There are some purple peppers out there. Can’t remember the name right now that are really cool.
    One variety is spherical

  6. “I love spicy food.”

    Finally! An article I can disagree with!

    Then you went and ruined the ride by actually writing a helpful article about growing and making stuff.



      1. I keep intending to start up a little mini garden myself. If for nothing else than it allows for extra fresh stuff and a few less items to pick up at the market.

        Around here just about everybody (but me) has one. 🙂

  7. We used to grow cayenne peppers back in the day. We would come home for lunch during the summer time on 94+ degree days and Daddy would put a few on his plate, he would just sit there and eat them with nothing, having little beads of sweat popping out on his forehead. I like spicy food but I could never punish myself like that while he would sit and eat them like candy.

  8. Thai dragon and habanero? You trying to kill your family? I am more of a bell pepper, kind of guy, maybe some jalapeños.

    1. I’ll usually go as high as Serranos and Chile de Arbol, but only for certain applications. Thai Dragon registers about three times hotter than Serrano pepper, and it’s only about half as hot as habanero – that’s way beyond me.

    2. I don’t understand the need for making your food so hot you can’t feel your tastebuds. Unless your food is bland as fuck or tastes like shit so that you don’t want to taste it.

  9. I can eat cayenne straight. My mother used to put Tabasco sauce in my mouth as a small kid whenever I used bad words or potty language. It backfired. Now I love to coat most foods in hot sauce. Thanks mom!

    Also the enzymes in cayenne pepper specifically are like roto-rooter for your circulatory system. It cleans your vascular membranes and pasages like Prestone radiator flush. Habitually eaten, it will keep your vessels squeaky clean inside.

    Cayenne is better than coffee in the morning for getting you going, but you have to eat a sufficient amount. You can feel it going down and travelling through your system, entering your bloodstream and making its way to your brain. Your brain can’t register hot taste, but when the enzymes hit your brain, you can hear your heart beating in your eardrums. The key is to eat enough of the stuff. A tiny sprinkle or a wee tad taste on your breakfast food is a pussy amount. You need to get a heaping table spoon or two of cayenne powder down to see what I mean. The flush on the brain is like adding marvel mystery oil to a sticky auto transmission. Valves open and the thing shifts and works like an oiled sewing machine again. Noticable boost in brain activity follows and of course many lodged and stuck endorphins become liberated and a natural high ensues.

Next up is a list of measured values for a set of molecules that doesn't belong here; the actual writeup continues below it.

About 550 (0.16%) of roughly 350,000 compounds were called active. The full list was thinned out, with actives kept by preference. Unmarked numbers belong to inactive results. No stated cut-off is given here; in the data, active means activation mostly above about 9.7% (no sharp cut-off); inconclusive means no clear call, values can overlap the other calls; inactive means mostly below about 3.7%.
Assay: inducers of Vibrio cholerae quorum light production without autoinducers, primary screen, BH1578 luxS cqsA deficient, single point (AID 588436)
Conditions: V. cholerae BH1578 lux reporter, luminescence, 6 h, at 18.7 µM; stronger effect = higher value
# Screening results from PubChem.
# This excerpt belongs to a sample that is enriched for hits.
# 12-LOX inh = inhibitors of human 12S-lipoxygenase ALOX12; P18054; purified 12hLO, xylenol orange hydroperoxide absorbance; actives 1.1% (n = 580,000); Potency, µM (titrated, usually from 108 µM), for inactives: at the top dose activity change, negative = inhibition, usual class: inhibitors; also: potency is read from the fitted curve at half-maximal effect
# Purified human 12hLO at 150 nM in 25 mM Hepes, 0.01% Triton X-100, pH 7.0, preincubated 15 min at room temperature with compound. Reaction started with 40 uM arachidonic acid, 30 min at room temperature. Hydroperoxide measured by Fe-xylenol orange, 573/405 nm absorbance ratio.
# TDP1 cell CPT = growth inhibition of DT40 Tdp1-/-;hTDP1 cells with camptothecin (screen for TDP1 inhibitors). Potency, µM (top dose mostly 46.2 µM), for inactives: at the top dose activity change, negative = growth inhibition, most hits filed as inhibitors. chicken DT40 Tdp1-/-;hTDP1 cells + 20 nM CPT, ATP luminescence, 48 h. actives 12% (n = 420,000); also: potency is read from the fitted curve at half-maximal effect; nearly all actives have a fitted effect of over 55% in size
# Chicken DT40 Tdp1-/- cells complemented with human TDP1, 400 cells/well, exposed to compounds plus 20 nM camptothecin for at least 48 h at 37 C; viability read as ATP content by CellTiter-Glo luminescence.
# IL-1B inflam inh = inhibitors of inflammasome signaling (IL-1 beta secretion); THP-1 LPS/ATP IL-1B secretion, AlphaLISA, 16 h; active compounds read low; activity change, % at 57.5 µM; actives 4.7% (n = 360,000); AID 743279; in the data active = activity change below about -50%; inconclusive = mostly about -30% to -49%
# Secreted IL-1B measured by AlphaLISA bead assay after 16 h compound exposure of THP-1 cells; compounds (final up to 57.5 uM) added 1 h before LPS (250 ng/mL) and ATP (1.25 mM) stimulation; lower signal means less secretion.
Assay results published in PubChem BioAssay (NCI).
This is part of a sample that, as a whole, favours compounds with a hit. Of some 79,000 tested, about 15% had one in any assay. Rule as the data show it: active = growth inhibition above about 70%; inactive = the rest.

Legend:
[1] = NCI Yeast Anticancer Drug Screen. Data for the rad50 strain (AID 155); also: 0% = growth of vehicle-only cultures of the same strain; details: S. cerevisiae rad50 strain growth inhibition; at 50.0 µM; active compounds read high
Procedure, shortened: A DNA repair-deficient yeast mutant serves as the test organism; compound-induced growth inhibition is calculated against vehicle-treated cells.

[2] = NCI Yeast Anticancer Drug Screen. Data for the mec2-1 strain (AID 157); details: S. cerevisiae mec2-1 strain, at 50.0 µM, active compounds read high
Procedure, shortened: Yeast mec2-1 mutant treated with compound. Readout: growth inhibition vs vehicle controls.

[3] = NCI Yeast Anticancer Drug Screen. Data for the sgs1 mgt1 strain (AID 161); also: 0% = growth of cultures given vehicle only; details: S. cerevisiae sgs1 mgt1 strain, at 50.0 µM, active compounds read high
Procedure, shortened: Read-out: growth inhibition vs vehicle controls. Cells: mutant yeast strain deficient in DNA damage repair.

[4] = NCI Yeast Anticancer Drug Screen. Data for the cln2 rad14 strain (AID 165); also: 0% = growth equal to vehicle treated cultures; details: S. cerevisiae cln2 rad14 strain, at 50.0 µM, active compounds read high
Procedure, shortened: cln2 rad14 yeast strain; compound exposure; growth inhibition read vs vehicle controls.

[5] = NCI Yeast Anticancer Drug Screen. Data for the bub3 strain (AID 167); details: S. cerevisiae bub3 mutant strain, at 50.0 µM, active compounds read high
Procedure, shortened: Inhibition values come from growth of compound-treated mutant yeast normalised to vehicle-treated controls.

I recommend only cayenne for the health benifits. Ghosts, Anaheims and the ‘Carolina reaper’ are all hotness without the total benifit of the cayenne enzymes. They’re good for a bet or dare challenge at best. A raw ghost is very potent. Water doesn’t help. It’s close to the Anaheim pepper which is not considered food and which is so hot it is used only in pepper sprays and to treat barnyard fence posts so animals won’t chew through the wood.

    The problem is most people can’t take the heat and thus they can’t get very much of any type of hot pepper down the hatch. For recipes, you have to first ‘cream’ the hot sauce. I use half and half or whipping cream mixed with cayenne powder. The cream is absorbed where it coats and marinates each particle of the cayenne powder and makes a totally different smooth magical flavor. The hotness becomes subtile and it’s like adding sugar to straight cocoa where a new mouth watering flavor is formed that reacts with your tastebuds. I’m surprised the cream-cayenne flavor wasn’t discovered centuries ago. Or maybe it was. Also I add sugar and sea salt and black pepper to taste and play with it until it’s perfect. Finally add crunched saltine crackers to the cream liquid to thicken it into a semi paste. The creaminess, the sugar, the salt and the spiciness make a unique blended schmaltzy flavor that is rich and enhances any American food; beans, egg recipes, soups, baked foods. For oriental foods also add some hot mustard powder. It’s better than MSG for oriental food and better for you.

    These ‘dogs’ think they can eat pepper spray:

    They’ve defeated the purpose and themselves. Go marines!

      1. Sriracha usually has chili peppers, though you can use cayenne, molasses, vinegar and salt for the sauce. It’s the cayenne specifically that has benefits.

  10. Hillary says she carries Hot Sauce with her everywhere she goes.
    Hot Sauce is some kind of code for black guy semen
    Either way Hillary is a liar
    Monica Lewinsky has hot sauce all over her dress
    Bill Clinton is sort of black because he plays jazz sax
    Hillary hates hot sauce and has never swallowed any
    Cos she’s a lezzer

  11. This is first Akingscastle article I have found totally irrelevant. Simply don’t eat spicy food.

  12. Another great way to extend the recipe while maintaining a thicker consistency is to use potato starch as a thickener. It’s super healthy, gives great smooth consistency and it gives you more sauce to give away as gifts or to barter with.
    Home brewed beer, venison sausage, hot sauce and chipotle spice are pretty much what I use as money in the winter when I need some welding or car tinkering done.
    I’ll be adding my own backyard honey to the mix next spring.